Lastly, at 2 hours and 10 minutes, Harry Potter and the Deathly Hallows: Part II is paced well and not too long, but it feels moderately rushed and edited down to the core, which has been trimmed of the build-up and pay-off from the story. Given my own editing choice, I would have liked to see the film 20-minutes longer with more explanation, but we’ll likely have to wait for the Blu-ray release for all of that. As it is, we only see Hagrid for a few minutes of the film, which comes all at the end, with no explanation where he was up until then, an example of some of the cuts that seem drastic.
This final chapter is a fitting ending, and Yates did the books justice in a way that will please fans while honouring Rowling’s dynamic characters–and I can’t deny this is the most satisfying film of the lot (even if I still think Harry Potter and the Prisoner of Azkaban is my favorite film)–but my rating comes with the gentle reminder that rarely does a book ever make it to screen without losing something in the transfer.
Walt Disney brings author A. A. Milne’s sweet, lovable bear back for a fresh adventure this weekend, and for anyone like myself, who grew up on the original films and books, it’s a sweet return indeed.
Capturing the original hand-drawn style of the cartoons, Winnie the Pooh is a timeless film that could have been made twenty years ago, if it weren’t for some distinctly modern touches.
Jim Cummings voices the sweet ‘huny’-loving Pooh, and Tigger too, as the little stuffed bear goes on a search for his precious meal that leads him on an adventure to find Christopher Robin, voiced by Jack Boulter, who the group of friends fear has been captured by the terrible creature called the Backson.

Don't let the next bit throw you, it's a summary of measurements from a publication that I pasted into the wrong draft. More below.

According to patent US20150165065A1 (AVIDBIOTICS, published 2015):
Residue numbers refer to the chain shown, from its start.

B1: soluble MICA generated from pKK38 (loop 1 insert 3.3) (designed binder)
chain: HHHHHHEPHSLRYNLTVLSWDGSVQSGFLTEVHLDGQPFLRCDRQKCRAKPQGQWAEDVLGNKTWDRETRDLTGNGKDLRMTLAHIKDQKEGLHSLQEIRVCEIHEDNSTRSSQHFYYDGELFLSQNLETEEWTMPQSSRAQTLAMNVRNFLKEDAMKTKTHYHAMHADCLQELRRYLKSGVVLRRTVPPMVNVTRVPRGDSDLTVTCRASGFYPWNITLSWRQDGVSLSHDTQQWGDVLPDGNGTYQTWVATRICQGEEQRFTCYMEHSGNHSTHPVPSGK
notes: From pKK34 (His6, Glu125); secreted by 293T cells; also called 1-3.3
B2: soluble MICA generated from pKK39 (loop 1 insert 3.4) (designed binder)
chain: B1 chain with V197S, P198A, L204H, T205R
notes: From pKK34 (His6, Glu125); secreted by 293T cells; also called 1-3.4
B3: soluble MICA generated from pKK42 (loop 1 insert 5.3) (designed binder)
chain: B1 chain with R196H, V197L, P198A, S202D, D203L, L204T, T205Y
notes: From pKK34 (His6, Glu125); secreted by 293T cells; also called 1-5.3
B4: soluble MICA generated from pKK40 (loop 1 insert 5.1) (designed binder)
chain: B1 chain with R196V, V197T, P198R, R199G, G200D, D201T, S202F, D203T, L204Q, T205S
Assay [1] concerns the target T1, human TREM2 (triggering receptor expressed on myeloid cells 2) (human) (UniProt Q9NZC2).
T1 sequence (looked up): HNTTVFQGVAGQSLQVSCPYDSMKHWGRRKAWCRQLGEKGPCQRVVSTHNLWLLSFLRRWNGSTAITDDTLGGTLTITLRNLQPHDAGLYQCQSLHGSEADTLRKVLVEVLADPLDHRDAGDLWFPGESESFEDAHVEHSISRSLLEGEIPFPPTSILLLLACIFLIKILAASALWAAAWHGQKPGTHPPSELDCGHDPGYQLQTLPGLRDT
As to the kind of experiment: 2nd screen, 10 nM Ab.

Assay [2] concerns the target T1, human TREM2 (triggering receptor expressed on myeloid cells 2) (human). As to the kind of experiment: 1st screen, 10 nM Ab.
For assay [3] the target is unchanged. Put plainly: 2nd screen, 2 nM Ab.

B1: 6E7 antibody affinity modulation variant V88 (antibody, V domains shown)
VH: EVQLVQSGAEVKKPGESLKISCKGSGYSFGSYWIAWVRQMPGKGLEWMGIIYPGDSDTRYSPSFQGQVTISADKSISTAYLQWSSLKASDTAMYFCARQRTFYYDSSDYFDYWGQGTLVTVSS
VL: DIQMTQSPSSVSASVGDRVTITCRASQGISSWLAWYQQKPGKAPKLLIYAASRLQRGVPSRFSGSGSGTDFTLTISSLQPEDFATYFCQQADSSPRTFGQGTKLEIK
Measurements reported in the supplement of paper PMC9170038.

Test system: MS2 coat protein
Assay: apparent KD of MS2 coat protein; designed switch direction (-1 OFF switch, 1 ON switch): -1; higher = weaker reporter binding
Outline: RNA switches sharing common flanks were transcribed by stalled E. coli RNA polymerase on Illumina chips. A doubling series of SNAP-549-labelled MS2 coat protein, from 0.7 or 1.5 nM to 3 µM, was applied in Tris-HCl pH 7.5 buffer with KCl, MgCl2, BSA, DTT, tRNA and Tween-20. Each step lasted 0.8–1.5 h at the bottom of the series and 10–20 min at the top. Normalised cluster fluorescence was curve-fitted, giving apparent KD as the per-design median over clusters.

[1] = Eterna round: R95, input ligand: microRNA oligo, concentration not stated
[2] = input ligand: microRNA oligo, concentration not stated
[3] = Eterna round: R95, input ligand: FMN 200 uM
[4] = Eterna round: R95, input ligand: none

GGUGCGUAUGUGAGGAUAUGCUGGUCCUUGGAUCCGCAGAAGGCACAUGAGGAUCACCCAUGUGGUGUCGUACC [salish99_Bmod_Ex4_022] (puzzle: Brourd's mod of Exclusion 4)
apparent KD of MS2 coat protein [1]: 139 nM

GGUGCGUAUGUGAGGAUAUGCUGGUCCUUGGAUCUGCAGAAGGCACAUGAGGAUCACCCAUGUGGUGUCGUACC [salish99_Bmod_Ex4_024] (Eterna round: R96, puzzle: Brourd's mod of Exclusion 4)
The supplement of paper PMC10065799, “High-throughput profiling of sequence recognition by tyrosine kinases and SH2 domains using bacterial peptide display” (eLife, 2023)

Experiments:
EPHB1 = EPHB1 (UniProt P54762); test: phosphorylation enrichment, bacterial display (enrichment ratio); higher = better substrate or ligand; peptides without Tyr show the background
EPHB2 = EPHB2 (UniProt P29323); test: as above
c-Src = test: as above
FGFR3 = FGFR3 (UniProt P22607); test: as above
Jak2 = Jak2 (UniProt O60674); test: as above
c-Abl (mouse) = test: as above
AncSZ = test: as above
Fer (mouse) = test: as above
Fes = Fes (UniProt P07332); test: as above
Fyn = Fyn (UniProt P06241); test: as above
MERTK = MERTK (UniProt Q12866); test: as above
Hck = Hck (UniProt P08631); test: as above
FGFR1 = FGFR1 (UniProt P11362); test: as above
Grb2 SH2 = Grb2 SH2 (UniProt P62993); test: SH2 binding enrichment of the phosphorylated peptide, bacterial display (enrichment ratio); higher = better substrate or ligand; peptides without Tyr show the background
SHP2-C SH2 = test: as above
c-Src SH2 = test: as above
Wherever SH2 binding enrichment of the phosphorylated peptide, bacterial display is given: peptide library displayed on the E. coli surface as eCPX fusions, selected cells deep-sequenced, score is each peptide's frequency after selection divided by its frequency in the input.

Featuring all the friends we know and love, including Owl, Rabbit, Piglet, Eeyore, Kanga and Roo, Winnie the Pooh is a sweet adventure in the Hundred Acre Wood that will amuse kids and parents, whether they’ve seen a Winnie the Pooh movie before or not. It’s charming and funny, and the music by Zooey Deschanel with the wonderful direction of Stephen J. Anderson and Don Hall.
Although I loved the film, which runs at a brisk but perfect 69 minutes, I would have to admit I was surprised that the movie didn’t push to be a little more nostalgic or endearing. Toy Story 3 pushed all my buttons at once, and left audiences in tears. While I didn’t expect Winnie the Pooh to leave anyone in tears, I was surprised the directors missed the opportunity to remind parents of their childhood with Winnie, and make the film a little more touching.
Famed director Werner Herzog embarks on a historical journey with his latest film, which he also narrates, Cave of Forgotten Dreams, a documentary that explores the ancient Chauvet Cave in France, where man experimented with art over 30,000 years ago.
Premiering at last year’s Toronto International Film Festival, Herzog was given rare permission from the French government to film in the delicate ecosystem of the cave, where Herzog examines the cave paintings with perspective from scientists and historical experts.
Maybe most surprising of all is the fact that the documentary was filmed in 3D, something even Herzog himself admitted he would never have done for any other film.
“The overall effect,” wrote Peter Howell for the Toronto Star, “aided by Ernst Reijseger’s score of rising choral harmonies and lush strings, is rapturous.”
Walter Addiego of the San Francisco Chronicle wrote, “Art history lessons don’t get much better: Cave of Forgotten Dreams presents the world’s oldest paintings captured by one of film’s great visionaries.”